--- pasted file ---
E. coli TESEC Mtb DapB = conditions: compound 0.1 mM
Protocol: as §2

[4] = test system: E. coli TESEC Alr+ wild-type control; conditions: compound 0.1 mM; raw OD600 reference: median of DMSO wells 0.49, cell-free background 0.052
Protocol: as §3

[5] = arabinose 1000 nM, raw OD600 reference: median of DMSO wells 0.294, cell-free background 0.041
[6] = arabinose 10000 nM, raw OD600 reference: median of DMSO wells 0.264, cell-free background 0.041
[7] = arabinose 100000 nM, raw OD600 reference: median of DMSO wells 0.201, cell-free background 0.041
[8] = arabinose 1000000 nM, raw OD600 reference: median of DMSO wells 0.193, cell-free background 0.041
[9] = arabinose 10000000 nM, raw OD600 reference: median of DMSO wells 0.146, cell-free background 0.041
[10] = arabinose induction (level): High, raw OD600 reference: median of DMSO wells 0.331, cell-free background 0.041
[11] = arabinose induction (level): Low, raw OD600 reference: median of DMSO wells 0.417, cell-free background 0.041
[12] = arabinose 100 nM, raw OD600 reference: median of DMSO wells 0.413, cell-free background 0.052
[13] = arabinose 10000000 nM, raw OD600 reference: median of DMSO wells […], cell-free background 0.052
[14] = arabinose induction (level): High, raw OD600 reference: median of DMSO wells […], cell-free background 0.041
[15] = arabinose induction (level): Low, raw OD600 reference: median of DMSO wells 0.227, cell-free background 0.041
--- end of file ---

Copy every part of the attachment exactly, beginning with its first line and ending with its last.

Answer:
E. coli TESEC Mtb DapB = conditions: compound 0.1 mM
Protocol: as §2

[4] = test system: E. coli TESEC Alr+ wild-type control; conditions: compound 0.1 mM; raw OD600 reference: median of DMSO wells 0.49, cell-free background 0.052
Protocol: as §3

[5] = arabinose 1000 nM, raw OD600 reference: median of DMSO wells 0.294, cell-free background 0.041
[6] = arabinose 10000 nM, raw OD600 reference: median of DMSO wells 0.264, cell-free background 0.041
[7] = arabinose 100000 nM, raw OD600 reference: median of DMSO wells 0.201, cell-free background 0.041
[8] = arabinose 1000000 nM, raw OD600 reference: median of DMSO wells 0.193, cell-free background 0.041
[9] = arabinose 10000000 nM, raw OD600 reference: median of DMSO wells 0.146, cell-free background 0.041
[10] = arabinose induction (level): High, raw OD600 reference: median of DMSO wells 0.331, cell-free background 0.041
[11] = arabinose induction (level): Low, raw OD600 reference: median of DMSO wells 0.417, cell-free background 0.041
[12] = arabinose 100 nM, raw OD600 reference: median of DMSO wells 0.413, cell-free background 0.052
[13] = arabinose 10000000 nM, raw OD600 reference: median of DMSO wells […], cell-free background 0.052
[14] = arabinose induction (level): High, raw OD600 reference: median of DMSO wells […], cell-free background 0.041
[15] = arabinose induction (level): Low, raw OD600 reference: median of DMSO wells 0.227, cell-free background 0.041